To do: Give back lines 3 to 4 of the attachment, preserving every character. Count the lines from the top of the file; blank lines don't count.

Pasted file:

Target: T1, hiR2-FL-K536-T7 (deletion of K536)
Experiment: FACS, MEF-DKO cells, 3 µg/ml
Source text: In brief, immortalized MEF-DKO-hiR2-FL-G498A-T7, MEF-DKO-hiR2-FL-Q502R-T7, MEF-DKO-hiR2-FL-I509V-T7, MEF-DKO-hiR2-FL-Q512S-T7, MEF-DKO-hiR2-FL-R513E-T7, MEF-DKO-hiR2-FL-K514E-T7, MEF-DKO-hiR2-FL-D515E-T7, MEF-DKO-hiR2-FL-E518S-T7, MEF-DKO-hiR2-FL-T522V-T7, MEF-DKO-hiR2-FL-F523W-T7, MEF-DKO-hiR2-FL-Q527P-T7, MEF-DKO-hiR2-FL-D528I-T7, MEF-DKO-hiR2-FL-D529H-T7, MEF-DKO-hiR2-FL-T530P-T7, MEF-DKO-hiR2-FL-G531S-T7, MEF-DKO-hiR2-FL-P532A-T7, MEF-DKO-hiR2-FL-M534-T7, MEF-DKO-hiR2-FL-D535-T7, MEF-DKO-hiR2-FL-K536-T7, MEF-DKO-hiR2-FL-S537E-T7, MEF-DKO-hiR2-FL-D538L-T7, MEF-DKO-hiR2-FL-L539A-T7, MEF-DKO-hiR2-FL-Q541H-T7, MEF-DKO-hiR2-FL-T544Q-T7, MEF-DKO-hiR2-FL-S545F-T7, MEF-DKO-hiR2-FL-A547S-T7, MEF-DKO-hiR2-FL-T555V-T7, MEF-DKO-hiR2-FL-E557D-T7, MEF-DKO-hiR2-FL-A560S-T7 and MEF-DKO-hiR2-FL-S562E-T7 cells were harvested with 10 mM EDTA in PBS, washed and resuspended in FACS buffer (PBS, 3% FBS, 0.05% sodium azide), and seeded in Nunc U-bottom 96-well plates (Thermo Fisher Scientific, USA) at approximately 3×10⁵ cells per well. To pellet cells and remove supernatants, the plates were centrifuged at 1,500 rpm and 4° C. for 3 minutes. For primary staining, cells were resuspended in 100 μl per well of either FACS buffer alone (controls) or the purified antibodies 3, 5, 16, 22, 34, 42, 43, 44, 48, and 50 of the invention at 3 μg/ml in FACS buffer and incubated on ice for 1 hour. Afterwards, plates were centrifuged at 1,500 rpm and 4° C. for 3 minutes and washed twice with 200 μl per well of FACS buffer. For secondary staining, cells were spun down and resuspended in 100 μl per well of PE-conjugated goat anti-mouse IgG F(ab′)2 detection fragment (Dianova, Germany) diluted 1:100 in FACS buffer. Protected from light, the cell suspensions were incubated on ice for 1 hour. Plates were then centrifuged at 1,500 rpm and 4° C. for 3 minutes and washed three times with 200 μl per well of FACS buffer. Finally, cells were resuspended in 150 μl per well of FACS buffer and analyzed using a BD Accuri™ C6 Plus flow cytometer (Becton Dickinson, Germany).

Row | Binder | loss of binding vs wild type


Source text: In brief, immortalized MEF-DKO-hiR2-FL-G498A-T7, MEF-DKO-hiR2-FL-Q502R-T7, MEF-DKO-hiR2-FL-I509V-T7, MEF-DKO-hiR2-FL-Q512S-T7, MEF-DKO-hiR2-FL-R513E-T7, MEF-DKO-hiR2-FL-K514E-T7, MEF-DKO-hiR2-FL-D515E-T7, MEF-DKO-hiR2-FL-E518S-T7, MEF-DKO-hiR2-FL-T522V-T7, MEF-DKO-hiR2-FL-F523W-T7, MEF-DKO-hiR2-FL-Q527P-T7, MEF-DKO-hiR2-FL-D528I-T7, MEF-DKO-hiR2-FL-D529H-T7, MEF-DKO-hiR2-FL-T530P-T7, MEF-DKO-hiR2-FL-G531S-T7, MEF-DKO-hiR2-FL-P532A-T7, MEF-DKO-hiR2-FL-M534-T7, MEF-DKO-hiR2-FL-D535-T7, MEF-DKO-hiR2-FL-K536-T7, MEF-DKO-hiR2-FL-S537E-T7, MEF-DKO-hiR2-FL-D538L-T7, MEF-DKO-hiR2-FL-L539A-T7, MEF-DKO-hiR2-FL-Q541H-T7, MEF-DKO-hiR2-FL-T544Q-T7, MEF-DKO-hiR2-FL-S545F-T7, MEF-DKO-hiR2-FL-A547S-T7, MEF-DKO-hiR2-FL-T555V-T7, MEF-DKO-hiR2-FL-E557D-T7, MEF-DKO-hiR2-FL-A560S-T7 and MEF-DKO-hiR2-FL-S562E-T7 cells were harvested with 10 mM EDTA in PBS, washed and resuspended in FACS buffer (PBS, 3% FBS, 0.05% sodium azide), and seeded in Nunc U-bottom 96-well plates (Thermo Fisher Scientific, USA) at approximately 3×10⁵ cells per well. To pellet cells and remove supernatants, the plates were centrifuged at 1,500 rpm and 4° C. for 3 minutes. For primary staining, cells were resuspended in 100 μl per well of either FACS buffer alone (controls) or the purified antibodies 3, 5, 16, 22, 34, 42, 43, 44, 48, and 50 of the invention at 3 μg/ml in FACS buffer and incubated on ice for 1 hour. Afterwards, plates were centrifuged at 1,500 rpm and 4° C. for 3 minutes and washed twice with 200 μl per well of FACS buffer. For secondary staining, cells were spun down and resuspended in 100 μl per well of PE-conjugated goat anti-mouse IgG F(ab′)2 detection fragment (Dianova, Germany) diluted 1:100 in FACS buffer. Protected from light, the cell suspensions were incubated on ice for 1 hour. Plates were then centrifuged at 1,500 rpm and 4° C. for 3 minutes and washed three times with 200 μl per well of FACS buffer. Finally, cells were resuspended in 150 μl per well of FACS buffer and analyzed using a BD Accuri™ C6 Plus flow cytometer (Becton Dickinson, Germany).

Row | Binder | loss of binding vs wild type